Has Mugabe finally opened his eyes?

HARARE - President Robert Mugabe’s admission that government has been carrying the burden of most parastatals that were under-performing must have been surprising for many.

Mugabe disclosed during an interface meeting with business at State House on Thursday where he also said Cabinet had decided to close parastatals because, instead of contributing to economic development, the State-owned companies have become a burden on the fiscus.

However, one wonders whether it would have taken this long — close to four decades now — for Mugabe to see that parastatals were bleeding the national economy as they are plagued by high overheads, inter-parastatal debts, maladministration, undercapitalisation, poor corporate governance, nepotism and corruption among other ills.

In her State Enterprises and Parastatals Report of 2016, Auditor-General Mildred Chiri named Zesa Holdings (Zesa) and its subsidiaries; TelOne, Grain Marketing Board (GMB), National Railways of Zimbabwe (NRZ), Zimbabwe National Water Authority (Zinwa), and others as the main State-owned entities draining Treasury without contributing anything towards the national fiscus.

Perhaps Mugabe’s Zanu PF government should have first tried to probe why the entities were heading south instead of north as expected. The reasons must be all too clear.

Zanu PF’s populist policies over the years from independence were never going to be consistent with running them as businesses.

It is even surprising that government has been sinking billions into these corporations with the full knowledge that they were not performing. It sounds hypocritical that Mugabe, who superintended over their gradual collapse would now want to announce a decision he was supposed to have actioned decades ago.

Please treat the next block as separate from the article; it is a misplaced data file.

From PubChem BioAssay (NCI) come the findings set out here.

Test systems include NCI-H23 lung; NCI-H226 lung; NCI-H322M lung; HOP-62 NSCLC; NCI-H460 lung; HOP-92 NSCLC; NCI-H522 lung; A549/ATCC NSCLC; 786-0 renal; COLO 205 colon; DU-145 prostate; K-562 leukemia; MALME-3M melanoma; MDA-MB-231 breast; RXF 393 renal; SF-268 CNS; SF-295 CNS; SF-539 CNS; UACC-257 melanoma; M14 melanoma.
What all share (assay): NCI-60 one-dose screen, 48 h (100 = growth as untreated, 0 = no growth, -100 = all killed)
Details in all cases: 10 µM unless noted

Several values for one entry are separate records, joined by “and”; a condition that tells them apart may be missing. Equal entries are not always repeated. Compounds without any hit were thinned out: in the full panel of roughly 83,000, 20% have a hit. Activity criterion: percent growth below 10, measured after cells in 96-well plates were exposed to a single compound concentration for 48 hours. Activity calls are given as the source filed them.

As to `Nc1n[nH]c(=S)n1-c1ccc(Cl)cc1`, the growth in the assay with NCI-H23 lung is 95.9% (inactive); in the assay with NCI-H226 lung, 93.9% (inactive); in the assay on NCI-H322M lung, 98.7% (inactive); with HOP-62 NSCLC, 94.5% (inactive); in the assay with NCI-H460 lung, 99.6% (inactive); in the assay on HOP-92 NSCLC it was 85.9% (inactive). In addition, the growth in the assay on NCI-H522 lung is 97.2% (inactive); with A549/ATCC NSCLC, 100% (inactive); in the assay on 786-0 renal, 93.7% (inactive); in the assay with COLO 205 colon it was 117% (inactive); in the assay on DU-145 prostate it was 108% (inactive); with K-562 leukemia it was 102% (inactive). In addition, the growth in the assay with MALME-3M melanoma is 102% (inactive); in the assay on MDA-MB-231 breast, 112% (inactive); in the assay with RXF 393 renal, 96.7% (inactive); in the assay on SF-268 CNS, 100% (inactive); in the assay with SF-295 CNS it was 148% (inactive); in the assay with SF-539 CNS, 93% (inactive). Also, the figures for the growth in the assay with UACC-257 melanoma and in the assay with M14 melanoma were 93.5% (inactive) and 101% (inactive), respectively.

Calls for government to stop ploughing resources into State-owned corporations that were not making a profit were frequent and loud for anyone who cared to listen.

Mugabe may not have wanted to listen then probably because it did not appear consistent with his political gamesmanship.

But again, Zimbabweans are not that docile as to applaud a decision that is coming this late when the harm has already been done. Some of these parastatals are already beyond redemption and the few that appear operational are doing so at a huge loss.

What makes Mugabe’s sincerity doubtful is the thumbs-up he had given the failed Essar deal, including the $1 billion from Chinese investor Zhang Li’s R&F — touted as saviour to Ziscosteel, the recent $400 million NRZ-Transnet Diaspora Infrastructure Development Group recapitalisation project among others whose fate is fairly predictable. To make matters worse, taxpayers are today coughing up money towards the RBZ Debt Assumption Bill — railroaded through Parliament a couple of years back without disclosing the names of the beneficiaries.

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